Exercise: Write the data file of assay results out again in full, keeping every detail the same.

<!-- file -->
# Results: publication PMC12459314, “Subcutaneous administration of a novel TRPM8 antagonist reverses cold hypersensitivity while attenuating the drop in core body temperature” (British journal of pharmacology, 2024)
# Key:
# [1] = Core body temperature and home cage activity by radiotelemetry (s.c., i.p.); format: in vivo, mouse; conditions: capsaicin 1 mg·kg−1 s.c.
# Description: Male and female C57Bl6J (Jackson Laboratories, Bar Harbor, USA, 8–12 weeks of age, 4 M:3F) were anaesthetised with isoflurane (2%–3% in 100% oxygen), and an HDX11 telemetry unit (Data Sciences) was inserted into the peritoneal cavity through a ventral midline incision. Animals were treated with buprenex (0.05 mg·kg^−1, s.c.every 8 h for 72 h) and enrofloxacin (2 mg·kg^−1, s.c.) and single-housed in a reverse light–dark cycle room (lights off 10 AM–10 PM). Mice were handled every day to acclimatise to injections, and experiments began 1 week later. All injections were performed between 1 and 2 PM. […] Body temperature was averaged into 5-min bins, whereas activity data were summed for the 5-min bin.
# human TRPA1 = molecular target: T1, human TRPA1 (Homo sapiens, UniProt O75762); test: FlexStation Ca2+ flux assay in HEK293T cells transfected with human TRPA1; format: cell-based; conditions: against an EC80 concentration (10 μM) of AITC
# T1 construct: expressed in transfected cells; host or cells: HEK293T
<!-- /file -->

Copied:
# Results: publication PMC12459314, “Subcutaneous administration of a novel TRPM8 antagonist reverses cold hypersensitivity while attenuating the drop in core body temperature” (British journal of pharmacology, 2024)
# Key:
# [1] = Core body temperature and home cage activity by radiotelemetry (s.c., i.p.); format: in vivo, mouse; conditions: capsaicin 1 mg·kg−1 s.c.
# Description: Male and female C57Bl6J (Jackson Laboratories, Bar Harbor, USA, 8–12 weeks of age, 4 M:3F) were anaesthetised with isoflurane (2%–3% in 100% oxygen), and an HDX11 telemetry unit (Data Sciences) was inserted into the peritoneal cavity through a ventral midline incision. Animals were treated with buprenex (0.05 mg·kg^−1, s.c.every 8 h for 72 h) and enrofloxacin (2 mg·kg^−1, s.c.) and single-housed in a reverse light–dark cycle room (lights off 10 AM–10 PM). Mice were handled every day to acclimatise to injections, and experiments began 1 week later. All injections were performed between 1 and 2 PM. […] Body temperature was averaged into 5-min bins, whereas activity data were summed for the 5-min bin.
# human TRPA1 = molecular target: T1, human TRPA1 (Homo sapiens, UniProt O75762); test: FlexStation Ca2+ flux assay in HEK293T cells transfected with human TRPA1; format: cell-based; conditions: against an EC80 concentration (10 μM) of AITC
# T1 construct: expressed in transfected cells; host or cells: HEK293T